Saudi Arabia pulls support for Pakistan as Kashmir tiff widens


As Riyadh takes India’s side, China comes through with $1bn for Islamabad

Prime Minister Imran Khan meets with Crown Prince Mohammed bin Salman in Jeddah, Saudi Arabia, in September 2019, a time when Saudi Arabia was seen as something of a white knight in Pakistan. (Photo courtesy of Pakistan’s Press Information Department)

KARACHI — Pakistan last week repaid a $1 billion Saudi loan that was called in after Pakistan began insisting that Saudi Arabia allow it to marshal the Islamic world’s support on the Kashmir issue.

The $1 billion to repay the loan came from China in the form of another loan.

The original loan was a part of a $6.2 billion package announced by Saudi Arabia in November 2018, when Islamabad was struggling with a rapidly expanding trade deficit and declining foreign reserves. The package included $3 billion in loans and a $3.2 billion oil credit facility. Saudi Arabia at the time was something of a white knight, providing much-needed cash before the International Monetary Fund approved a $6 billion bailout in July 2019.

According to Pakistani media, the oil credit facility was suspended in May, with the Saudis later asking Pakistan to also repay the loan in full.

The countries’ relations deteriorated quickly, beginning in February when Saudi Arabia turned down a request by Pakistan to convene a special meeting of the Council of Foreign Ministers of the Organization of Islamic Cooperation. Islamabad did not back down, demanding to use the OIC to pressure India on the Kashmir issue. It was then that Saudi Arabia decided to call in the loan.

The OIC is a group of 57 Muslim countries that is largely guided by Saudi Arabia.

India and Pakistan have been disputing claims over Kashmir since gaining their independence from Britain in 1947. Each of the neighbors controls parts of Kashmir, but they also have overlapping claims.

Since 1963, China has controlled the Aksai region of Kashmir. Lately, China has adopted an aggressive posture toward Kashmir that favors Pakistan. This has resulted in a number of border clashes, including ones with India that erupted May and June.

Shah Mahmood Qureshi, Pakistan’s foreign minister, has continued openly demanding that Saudi Arabia convene an OIC council meeting.

Last week in a TV interview, he said, “Today, I am telling the OIC to convene the meeting of the council of foreign ministers. If they cannot do it, then I will be compelled to ask the prime minister [Imran Khan] to call a meeting of Islamic countries [Iran, Turkey and Malaysia] that are ready to stand with us on the issue of Kashmir.”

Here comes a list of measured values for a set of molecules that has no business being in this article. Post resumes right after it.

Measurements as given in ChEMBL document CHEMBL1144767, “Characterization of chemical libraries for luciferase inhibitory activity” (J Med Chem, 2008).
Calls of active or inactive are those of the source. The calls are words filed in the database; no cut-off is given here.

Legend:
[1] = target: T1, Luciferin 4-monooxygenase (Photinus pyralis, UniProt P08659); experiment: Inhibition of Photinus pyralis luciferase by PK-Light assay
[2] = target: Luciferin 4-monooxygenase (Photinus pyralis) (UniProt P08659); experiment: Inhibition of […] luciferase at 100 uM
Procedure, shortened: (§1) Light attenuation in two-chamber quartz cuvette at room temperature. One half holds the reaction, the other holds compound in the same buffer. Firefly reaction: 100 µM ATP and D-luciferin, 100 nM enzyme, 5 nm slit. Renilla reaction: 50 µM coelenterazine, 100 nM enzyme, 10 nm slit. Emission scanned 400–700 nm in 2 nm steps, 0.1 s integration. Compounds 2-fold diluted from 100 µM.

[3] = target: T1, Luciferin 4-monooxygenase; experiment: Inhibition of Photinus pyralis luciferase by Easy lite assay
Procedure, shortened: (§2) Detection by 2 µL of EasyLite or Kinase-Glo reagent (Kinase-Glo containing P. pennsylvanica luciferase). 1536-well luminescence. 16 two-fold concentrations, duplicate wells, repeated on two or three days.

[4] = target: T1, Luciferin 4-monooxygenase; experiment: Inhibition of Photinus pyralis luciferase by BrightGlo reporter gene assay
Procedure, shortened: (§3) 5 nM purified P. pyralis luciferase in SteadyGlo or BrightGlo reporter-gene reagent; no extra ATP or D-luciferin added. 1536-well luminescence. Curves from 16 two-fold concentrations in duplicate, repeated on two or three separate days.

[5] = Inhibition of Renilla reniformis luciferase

The latest developments have also cast doubt on the future of memorandums of understanding that call on Saudi Arabia to invest $20 billion in Pakistan; they were signed during Saudi Crown Prince Muhammad bin Salman’s visit to Pakistan in February 2019.

The proposed investments include $10 billion in an oil refinery in Gwadar, a port city that because of its strategic location at the mouth of the Gulf of Oman has made it a focal point of the $50 billion China-Pakistan Economic Corridor, itself a big part of China’s much wider Belt and Road Initiative.

Experts believe Saudi Arabia is reluctant to become entangled in the efforts of Pakistan and China to contain India.

“Saudi Arabia is closely allied with the U.S., which may also be [applying behind-the-scenes pressure on] Saudi Arabia to stay away from Chinese initiatives,” said Jeremy Garlick, an assistant professor with the Jan Masaryk Center for International Studies at the University of Economics in Prague.

Garlick is also the author of “The Impact of China’s Belt and Road Initiative: From Asia to Europe.”

“It is probably less risky for Saudi Arabia to withdraw its support for Pakistan than to stay in Gwadar,” Garlick told the Nikkei Asian Review, “since Pakistan is so closely allied to China and both are forming a wedge against India.”

James M. Dorsey, a senior fellow at the S. Rajaratnam School of International Studies at Singapore, believes close economic ties between the Saudis and India are driving the kingdom’s change of heart toward Pakistan.

“Saudi Arabia has significant investments in India, which is also a major buyer of oil from the kingdom. Consequently, Riyadh has been less forthcoming to extend support to Pakistan’s stance on Kashmir,” Dorsey told Nikkei.

Protestors in Peshawar, Pakistan, chant slogans during a “Kashmir Hour” demonstration called to show solidarity with the people of Kashmir in August 2019.   © Reuters

Other experts say the Saudis are on a diplomatic high wire and are sure to try to find a balance. “Saudi Arabia also needs Pakistan due to its proximity with Iran and being home to world’s largest Shiite minority,” Dorsey said. He added that the Saudis will try to do something on the issue of Kashmir to placate Pakistan but not go so far as to provoke India.

Experts believe the Saudis are not alone in exercising caution, that Beijing is also wary. “China needs Saudi oil,” Garlick said, adding that it will “play a waiting game at this stage and try not to become involved in Middle Eastern politics for as long as possible.”

Einar Tangen, an author and economic affairs commentator based in Beijing, maintains that China’s approach to the Islamabad-Riyadh tiff is more practical than ideological. “China needs multiple land and sea routes to protect its economic interests,” he told Nikkei, “hence regional divides will not serve China’s interests.”

Analysts fear the Islamabad-Riyadh spat will make Pakistan further reliant on Chinese loans. “With China, Pakistan has put all its eggs in one basket at this stage,” Garlick said, adding that Pakistan has a difficult task ahead — finding more allies.